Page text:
Both of those things tell me much more about Bogleheads forum members and Personal Capital users than they do about me. :)

In real life, the amount of assets you have accumulated doesn't count for much, even looking at things from a purely financial perspective. The question is how many years' worth of expenses that amount represents, and how much time you have to add to the amount. My own retirement number has one comma in it, but there are many Bogleheads who would be in trouble with that amount because their expenses are so much greater than mine. Nor does that mean that they're spendthrifts. A dollar in rural Tennessee (where I live) goes a lot farther than a dollar in San Francisco.

In short, it's all very complicated. In terms of dollar amount, you may be the poorest person on the forum. In terms of getting to where you need to be, you probably aren't, and that's the part that matters!
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Re: Too poor to invest - living in the 12% bracket

Post by mtmingus »

Ron Ronnerson wrote: Sat Dec 14, 2019 10:34 am
willthrill81 wrote: Fri Dec 13, 2019 11:52 pm For a married-filing-jointly couple the 12% bracket goes just beyond $100k. That's significantly more than the median household income of about $60k.
If using tax-deferred space, someone could earn quite a bit more than $100k in certain cases and remain in the 12% bracket.

An example: I have a good friend who is 50 years old. I don't know his wife's exact age but she is around the same age as my friend. They're both California teachers, currently in their 22nd year of teaching, and they have children. They have a paid-off home in the Bay Area, near Silicon Valley. If they were to max out their tax-deferred space, this is what they would subtract:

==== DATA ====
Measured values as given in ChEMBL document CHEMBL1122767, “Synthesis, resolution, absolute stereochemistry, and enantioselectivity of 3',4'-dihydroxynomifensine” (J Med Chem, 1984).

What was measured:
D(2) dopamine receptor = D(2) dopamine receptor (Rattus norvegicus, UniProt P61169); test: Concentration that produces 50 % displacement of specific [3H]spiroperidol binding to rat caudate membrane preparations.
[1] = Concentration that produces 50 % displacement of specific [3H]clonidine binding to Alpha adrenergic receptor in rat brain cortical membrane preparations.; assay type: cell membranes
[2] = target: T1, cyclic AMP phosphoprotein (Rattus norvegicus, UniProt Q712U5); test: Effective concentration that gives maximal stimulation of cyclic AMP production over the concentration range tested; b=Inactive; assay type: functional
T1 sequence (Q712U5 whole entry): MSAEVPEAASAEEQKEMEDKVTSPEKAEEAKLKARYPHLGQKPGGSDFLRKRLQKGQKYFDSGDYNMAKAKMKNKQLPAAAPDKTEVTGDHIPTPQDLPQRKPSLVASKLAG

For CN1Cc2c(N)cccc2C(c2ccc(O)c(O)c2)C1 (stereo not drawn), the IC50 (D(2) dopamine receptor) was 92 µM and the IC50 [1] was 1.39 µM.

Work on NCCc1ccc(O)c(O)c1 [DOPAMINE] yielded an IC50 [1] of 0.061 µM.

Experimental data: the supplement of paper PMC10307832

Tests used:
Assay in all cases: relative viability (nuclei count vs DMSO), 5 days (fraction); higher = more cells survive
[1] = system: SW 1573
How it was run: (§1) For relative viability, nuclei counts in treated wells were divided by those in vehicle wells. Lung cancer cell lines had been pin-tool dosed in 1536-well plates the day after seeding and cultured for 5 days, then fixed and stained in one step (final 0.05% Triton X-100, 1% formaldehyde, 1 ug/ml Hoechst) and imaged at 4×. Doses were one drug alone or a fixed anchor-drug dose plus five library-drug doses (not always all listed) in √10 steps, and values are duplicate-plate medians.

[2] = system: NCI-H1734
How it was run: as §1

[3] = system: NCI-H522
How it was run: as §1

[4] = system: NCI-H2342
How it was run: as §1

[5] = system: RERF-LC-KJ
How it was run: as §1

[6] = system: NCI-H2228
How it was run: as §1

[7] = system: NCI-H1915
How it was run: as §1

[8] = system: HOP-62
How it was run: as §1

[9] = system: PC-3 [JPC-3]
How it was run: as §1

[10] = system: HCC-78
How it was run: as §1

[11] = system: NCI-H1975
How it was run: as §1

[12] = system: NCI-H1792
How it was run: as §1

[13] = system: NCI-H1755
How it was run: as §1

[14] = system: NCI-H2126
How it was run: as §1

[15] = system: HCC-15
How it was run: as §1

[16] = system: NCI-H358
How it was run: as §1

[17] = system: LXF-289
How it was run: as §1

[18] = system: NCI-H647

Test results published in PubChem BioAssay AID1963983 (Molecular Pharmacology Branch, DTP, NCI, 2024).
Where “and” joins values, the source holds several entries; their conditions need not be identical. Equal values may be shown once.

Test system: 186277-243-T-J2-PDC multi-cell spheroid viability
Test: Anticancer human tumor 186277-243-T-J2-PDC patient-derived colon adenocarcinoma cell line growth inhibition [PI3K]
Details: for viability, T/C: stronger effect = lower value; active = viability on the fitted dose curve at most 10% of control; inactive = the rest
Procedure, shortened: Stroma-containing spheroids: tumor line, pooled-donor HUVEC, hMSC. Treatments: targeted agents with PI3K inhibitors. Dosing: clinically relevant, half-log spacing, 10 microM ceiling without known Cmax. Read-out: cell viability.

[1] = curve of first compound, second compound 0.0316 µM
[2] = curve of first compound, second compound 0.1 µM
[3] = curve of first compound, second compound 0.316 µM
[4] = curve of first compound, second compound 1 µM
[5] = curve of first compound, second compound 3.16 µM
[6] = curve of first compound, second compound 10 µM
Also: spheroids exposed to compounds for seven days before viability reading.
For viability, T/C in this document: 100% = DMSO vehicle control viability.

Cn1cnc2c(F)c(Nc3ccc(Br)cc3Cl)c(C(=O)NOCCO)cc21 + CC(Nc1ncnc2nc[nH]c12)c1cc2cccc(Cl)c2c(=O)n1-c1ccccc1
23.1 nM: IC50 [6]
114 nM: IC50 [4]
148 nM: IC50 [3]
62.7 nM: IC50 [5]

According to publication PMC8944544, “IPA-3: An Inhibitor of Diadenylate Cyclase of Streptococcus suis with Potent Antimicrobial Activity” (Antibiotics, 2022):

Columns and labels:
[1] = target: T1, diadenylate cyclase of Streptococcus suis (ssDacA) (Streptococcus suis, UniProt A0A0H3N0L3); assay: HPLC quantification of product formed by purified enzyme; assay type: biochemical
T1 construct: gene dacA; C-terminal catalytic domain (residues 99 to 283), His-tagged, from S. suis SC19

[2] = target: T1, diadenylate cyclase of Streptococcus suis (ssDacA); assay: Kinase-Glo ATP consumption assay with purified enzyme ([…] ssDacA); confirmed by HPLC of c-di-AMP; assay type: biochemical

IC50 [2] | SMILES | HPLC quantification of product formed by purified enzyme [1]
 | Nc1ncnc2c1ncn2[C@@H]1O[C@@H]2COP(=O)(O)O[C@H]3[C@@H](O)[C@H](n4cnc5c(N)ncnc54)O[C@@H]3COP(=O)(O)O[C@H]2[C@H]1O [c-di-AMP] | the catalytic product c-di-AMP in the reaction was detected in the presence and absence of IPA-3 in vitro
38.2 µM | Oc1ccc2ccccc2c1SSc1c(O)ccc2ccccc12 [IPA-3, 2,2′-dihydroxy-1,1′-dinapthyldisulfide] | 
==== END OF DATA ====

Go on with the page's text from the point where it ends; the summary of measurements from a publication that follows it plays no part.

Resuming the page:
Income: $120k each x 2 = $240k
Pension Contributions @10.25% of salary: $12,300 x 2 = $24,600
403b contributions: $25k x2 = $50k
457b contributions: $25k x2 = $50k
Traditional IRA: $7k x2 = $14k
Health insurance premiums: $24k (employee portion taken from one of their paychecks that covers the whole family)
Dental insurance premiums: $2k (employee portion taken from paycheck)
Health FSA: $2700
Dependent Care FSA: $5000
Educator Expenses: $250 x2
Total above-line deductions $172,800
Standard deduction: $24,400
Taxable income: $240k – (172,800 + 24,400) = $42,800

If their combined salary was $276k, they could still be in the 12% bracket.

I'm also a California teacher. My salary is $115k and my wife is a stay-at-home parent. I do not max out tax-deferred space but am also in the 12% bracket. I do not pay any California income tax.
So much in tax-deferred, you get to pay the IRS sooner or later. If not carefully managed tax-wise, even higher federal tax in the future (ignore the state part).